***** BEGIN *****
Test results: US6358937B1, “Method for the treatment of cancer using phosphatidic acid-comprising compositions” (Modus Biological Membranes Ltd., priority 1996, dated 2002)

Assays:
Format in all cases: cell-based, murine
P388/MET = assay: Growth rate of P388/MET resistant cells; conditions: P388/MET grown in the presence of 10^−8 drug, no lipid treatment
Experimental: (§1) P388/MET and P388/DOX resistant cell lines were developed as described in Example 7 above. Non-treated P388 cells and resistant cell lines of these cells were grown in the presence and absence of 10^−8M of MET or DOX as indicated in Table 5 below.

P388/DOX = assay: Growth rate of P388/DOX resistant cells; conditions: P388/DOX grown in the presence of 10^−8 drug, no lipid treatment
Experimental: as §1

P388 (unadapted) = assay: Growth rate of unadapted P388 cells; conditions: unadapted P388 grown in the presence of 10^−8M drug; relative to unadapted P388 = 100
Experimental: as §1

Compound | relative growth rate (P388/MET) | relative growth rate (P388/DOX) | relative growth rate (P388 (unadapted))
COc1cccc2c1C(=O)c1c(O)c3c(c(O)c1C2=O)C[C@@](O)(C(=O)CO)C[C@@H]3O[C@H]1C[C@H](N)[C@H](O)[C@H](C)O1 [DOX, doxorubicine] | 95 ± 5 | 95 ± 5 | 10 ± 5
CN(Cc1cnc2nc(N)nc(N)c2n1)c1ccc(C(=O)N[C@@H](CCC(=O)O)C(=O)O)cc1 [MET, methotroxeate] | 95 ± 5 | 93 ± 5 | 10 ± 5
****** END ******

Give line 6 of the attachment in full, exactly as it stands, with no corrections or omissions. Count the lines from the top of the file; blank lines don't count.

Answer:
P388/DOX = assay: Growth rate of P388/DOX resistant cells; conditions: P388/DOX grown in the presence of 10^−8 drug, no lipid treatment